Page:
Outside of some very narrow and rare opportunities, if you are a T-1 trained pilot you are not eligible to go fly a fighter.

#5 - Any other advice/info would be great
Baseops.net forums, a 12-pack of your favorite libation, and a weekend of searching, clicking, and reading!

There are actually a host of nice blogs and journals out there of kids going through UPT that can give you a lot of insight as to how that process works. I wrote one in the '98/'99 timeframe that is somewhat out of date now, but talks about the whole process start to finish.

http://www.studentpilot.com/training_aids/logbooks/category.php?category=6
 

kaudbron

Well-Known Member
RE #5 Look into the Air National Guard while you are at it. It is not for everyone being that it is a part timish gig and getting picked up is competitive but don't limit yourself.
 

Superfly7XAF

Well-Known Member
Just had a few questions for you military guys on the forums. I just turned 20 and am a Sophomore in college, with my eyes set on a pilot slot through OTS or OCS. Any help would be greatly appreciated!

#1 - What are military check rides like? A buddy of mine just finished up with Viper B Course in AZ and it got me thinking what military check rides entail compared to civilian ones?
#2 - How do new assignments/orders work exactly? Another friend, just got checked out as a C-17 commander and will be flying the MC-12 out of Beale in the future. Do you request new aircraft/location or are they chosen for you?
#3 - The majority of military pilots I've talked with said that the older you get, the more you fly a desk. Is that fairly accurate?
#4 - If one chooses the T-1 track or T-44 to fly heavies, can you flip flop later in your career over to fighters or are you pretty much set in that "seat" for your career?
#5 - Any other advice/info would be great

- Adam

#1 - I only took a PPL checkride but it was much easier than any checkride I had at UPT.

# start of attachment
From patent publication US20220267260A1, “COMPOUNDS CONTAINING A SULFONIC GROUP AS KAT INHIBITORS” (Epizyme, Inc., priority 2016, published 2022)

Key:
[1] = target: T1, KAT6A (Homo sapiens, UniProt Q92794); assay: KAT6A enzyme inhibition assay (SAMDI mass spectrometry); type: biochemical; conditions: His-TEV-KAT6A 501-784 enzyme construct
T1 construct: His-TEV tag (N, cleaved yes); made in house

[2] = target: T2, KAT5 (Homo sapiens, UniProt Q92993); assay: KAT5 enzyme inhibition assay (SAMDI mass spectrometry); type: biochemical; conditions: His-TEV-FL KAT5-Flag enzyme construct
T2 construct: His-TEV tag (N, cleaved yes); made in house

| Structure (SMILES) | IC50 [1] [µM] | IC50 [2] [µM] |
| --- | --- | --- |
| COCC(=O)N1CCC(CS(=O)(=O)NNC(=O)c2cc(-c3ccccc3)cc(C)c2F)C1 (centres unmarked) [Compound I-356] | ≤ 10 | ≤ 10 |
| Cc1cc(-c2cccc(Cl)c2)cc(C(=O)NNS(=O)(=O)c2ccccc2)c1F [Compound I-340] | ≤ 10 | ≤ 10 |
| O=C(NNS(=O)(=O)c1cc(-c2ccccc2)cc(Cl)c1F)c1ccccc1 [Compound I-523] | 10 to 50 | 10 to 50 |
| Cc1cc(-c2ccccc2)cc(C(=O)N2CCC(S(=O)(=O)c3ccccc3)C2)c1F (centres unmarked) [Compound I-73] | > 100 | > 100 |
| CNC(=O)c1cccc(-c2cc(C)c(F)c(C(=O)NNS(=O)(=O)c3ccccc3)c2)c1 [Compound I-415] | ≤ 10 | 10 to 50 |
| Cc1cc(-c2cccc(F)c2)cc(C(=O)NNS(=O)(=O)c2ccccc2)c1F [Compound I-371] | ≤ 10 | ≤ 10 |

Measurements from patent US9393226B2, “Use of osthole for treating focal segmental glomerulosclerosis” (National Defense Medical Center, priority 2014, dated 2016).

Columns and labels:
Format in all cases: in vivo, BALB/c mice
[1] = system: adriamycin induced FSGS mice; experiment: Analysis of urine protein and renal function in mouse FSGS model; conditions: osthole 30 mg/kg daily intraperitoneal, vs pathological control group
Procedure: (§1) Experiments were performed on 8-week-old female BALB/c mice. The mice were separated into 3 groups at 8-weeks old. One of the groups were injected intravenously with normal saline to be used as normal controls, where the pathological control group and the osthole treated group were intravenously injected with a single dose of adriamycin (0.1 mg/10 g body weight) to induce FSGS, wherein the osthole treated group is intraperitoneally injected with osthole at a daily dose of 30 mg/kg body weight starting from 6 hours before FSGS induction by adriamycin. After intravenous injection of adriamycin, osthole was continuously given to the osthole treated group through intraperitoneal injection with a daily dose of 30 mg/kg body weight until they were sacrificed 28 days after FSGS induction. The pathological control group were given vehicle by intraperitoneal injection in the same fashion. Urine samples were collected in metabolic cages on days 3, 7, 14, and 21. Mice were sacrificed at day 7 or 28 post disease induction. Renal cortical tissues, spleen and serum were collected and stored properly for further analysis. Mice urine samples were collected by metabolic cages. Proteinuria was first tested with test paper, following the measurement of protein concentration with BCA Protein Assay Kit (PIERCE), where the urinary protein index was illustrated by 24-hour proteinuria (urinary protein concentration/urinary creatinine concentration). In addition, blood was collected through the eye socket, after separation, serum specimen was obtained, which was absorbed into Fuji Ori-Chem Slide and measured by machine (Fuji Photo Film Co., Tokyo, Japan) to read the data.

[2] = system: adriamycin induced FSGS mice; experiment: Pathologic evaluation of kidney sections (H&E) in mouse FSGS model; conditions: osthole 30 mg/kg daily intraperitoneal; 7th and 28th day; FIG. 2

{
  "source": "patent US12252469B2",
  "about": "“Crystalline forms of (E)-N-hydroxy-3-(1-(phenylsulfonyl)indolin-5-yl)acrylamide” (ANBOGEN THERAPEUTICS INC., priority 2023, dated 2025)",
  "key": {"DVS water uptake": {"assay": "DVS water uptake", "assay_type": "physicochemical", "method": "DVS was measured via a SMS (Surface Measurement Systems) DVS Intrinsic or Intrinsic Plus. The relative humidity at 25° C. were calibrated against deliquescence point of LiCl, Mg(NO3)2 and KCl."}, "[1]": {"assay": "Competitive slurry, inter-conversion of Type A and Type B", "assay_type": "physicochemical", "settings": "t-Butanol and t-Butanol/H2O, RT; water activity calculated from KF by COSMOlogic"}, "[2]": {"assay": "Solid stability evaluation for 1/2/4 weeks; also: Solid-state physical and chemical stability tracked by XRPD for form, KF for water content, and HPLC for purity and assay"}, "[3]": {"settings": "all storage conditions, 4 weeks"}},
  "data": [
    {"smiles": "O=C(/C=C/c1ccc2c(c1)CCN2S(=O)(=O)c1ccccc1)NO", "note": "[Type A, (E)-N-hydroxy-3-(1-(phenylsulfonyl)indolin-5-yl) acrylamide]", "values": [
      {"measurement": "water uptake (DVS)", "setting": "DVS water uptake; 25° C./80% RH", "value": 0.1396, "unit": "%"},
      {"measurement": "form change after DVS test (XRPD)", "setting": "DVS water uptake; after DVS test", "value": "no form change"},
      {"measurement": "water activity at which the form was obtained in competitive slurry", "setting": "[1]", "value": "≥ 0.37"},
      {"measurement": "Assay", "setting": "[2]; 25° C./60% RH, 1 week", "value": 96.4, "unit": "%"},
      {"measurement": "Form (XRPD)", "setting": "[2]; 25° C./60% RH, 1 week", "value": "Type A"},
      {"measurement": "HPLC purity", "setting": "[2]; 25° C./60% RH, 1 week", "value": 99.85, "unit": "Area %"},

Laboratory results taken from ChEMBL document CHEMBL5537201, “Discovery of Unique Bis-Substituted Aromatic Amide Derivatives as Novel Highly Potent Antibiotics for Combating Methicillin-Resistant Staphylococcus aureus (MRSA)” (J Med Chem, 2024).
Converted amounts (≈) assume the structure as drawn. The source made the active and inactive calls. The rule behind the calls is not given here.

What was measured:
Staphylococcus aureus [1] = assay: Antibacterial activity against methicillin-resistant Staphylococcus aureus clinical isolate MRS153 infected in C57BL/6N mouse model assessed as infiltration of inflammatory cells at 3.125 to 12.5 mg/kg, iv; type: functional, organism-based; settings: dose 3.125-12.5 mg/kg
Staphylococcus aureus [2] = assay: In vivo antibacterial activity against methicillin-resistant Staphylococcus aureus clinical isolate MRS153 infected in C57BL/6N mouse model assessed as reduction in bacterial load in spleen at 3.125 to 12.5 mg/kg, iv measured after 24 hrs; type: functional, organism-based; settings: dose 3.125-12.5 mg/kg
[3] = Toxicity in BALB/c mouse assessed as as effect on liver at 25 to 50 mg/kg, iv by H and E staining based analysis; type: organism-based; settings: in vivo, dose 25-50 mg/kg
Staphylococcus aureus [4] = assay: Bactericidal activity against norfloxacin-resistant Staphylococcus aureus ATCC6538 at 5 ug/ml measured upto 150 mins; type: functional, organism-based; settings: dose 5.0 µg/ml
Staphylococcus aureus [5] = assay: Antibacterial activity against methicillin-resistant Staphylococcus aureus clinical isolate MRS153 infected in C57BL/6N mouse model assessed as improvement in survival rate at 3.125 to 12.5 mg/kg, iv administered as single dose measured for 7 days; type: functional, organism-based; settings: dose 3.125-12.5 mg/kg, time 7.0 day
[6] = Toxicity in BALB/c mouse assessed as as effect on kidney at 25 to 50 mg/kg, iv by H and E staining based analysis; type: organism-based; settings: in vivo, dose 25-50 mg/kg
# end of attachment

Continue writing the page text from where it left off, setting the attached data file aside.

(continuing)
#2 - You get to express your preference, that's all.
#3 - Yup.
#4 - Pretty much set, with exception.
#5 - I hate to say it but I like the Navy's philosophy towards flying more than the Air Force (No FAIPs either). As mentioned before explore ANG/RES options before making a decision. Also, there's a lot of weird people at OTS/OCS, just a head's up.
 

Hacker15e

Dunning–Kruger Observer
Any particular reason?
Without putting words into his mouth, I am guessing he is speaking toward the overall philosophy/attitude difference (which is mostly a generalization anyway and by definition incorrect) between the USAF and USN.

The old adage goes that "the USAF only allows you to do what is specifically approved in the flight manual, and the USN allows you to do anything so long as it isn't prohibited in the flight manual."

Of course, that's not precisely true, but it speaks toward a cultural attitude that is definitely different between the services.

In the USAF, flight discipline (knowing the rules and flying in accordance with them) is definitely a cornerstone to all airmanship, but sometimes it is taken to a religious-like fervor level that in many AF pilots' opinion is overboard. In some ways it constricts creativity and ingenuity in solving tactical problems (and sometimes in solving ordinary day-to-day aviation issues too!) because outside-the-container thinking is neither appreciated and cultivated -- it is sometimes even punished.

This type of strict by-the-book-only thinking even limits development of airmanship in the grand sense -- for example, certain communities within the USAF are so used to flying IFR operations all the time that pilots are not knowledgeable or comfortable with simple VFR operations.

So, I think this is what he's getting at in his post.

From my perspective as an old guy who has lived through a career of the AF's way of flying airplanes, I think it works. For all of its annoyances (and I've even been personally caught between the wheels of this philosophy when I've tried to do some outside-the-container thinking and acting), I wouldn't let it sway you from seeking a career flying for Big Blue. The benefits, IMHO, far outweigh the negatives.